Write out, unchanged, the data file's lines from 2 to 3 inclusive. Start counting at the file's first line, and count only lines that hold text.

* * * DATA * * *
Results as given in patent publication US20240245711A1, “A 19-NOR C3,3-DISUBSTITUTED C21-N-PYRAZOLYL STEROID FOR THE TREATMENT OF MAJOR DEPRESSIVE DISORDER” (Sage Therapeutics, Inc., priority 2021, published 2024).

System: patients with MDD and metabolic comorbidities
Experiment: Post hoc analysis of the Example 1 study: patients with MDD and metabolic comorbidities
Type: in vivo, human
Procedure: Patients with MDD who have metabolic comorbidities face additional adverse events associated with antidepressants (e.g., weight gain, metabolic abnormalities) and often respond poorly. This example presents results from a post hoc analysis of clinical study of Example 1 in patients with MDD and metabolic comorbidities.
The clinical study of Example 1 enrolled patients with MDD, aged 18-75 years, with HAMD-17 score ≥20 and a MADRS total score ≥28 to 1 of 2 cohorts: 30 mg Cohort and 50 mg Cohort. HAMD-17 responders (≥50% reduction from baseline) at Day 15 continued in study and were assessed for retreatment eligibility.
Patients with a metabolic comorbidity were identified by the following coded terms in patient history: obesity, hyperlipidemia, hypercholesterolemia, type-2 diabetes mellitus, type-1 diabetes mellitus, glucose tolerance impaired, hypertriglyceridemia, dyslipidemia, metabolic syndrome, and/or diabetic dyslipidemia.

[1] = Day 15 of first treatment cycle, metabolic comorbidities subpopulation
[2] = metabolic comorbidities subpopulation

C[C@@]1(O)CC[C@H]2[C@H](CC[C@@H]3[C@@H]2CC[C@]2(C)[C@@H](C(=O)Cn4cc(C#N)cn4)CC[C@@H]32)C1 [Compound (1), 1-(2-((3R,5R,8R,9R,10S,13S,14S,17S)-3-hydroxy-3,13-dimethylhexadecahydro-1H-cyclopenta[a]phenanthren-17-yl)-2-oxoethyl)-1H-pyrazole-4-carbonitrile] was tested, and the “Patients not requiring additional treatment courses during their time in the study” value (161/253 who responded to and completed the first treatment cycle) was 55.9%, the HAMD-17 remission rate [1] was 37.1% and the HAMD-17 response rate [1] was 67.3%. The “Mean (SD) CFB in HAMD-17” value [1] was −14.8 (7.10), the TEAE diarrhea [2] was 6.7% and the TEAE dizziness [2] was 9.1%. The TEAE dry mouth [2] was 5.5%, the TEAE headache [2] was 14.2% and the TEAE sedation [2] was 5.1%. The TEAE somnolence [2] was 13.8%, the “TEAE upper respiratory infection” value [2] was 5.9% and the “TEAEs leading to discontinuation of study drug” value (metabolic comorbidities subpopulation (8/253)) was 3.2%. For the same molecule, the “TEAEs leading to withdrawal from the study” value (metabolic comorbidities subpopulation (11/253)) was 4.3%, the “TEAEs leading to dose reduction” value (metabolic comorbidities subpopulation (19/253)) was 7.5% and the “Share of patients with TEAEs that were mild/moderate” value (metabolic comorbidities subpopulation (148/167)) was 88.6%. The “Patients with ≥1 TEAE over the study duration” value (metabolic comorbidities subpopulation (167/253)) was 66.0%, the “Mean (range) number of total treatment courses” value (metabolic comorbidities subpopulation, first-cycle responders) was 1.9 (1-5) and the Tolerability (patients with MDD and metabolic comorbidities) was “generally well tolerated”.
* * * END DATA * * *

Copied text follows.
System: patients with MDD and metabolic comorbidities
Experiment: Post hoc analysis of the Example 1 study: patients with MDD and metabolic comorbidities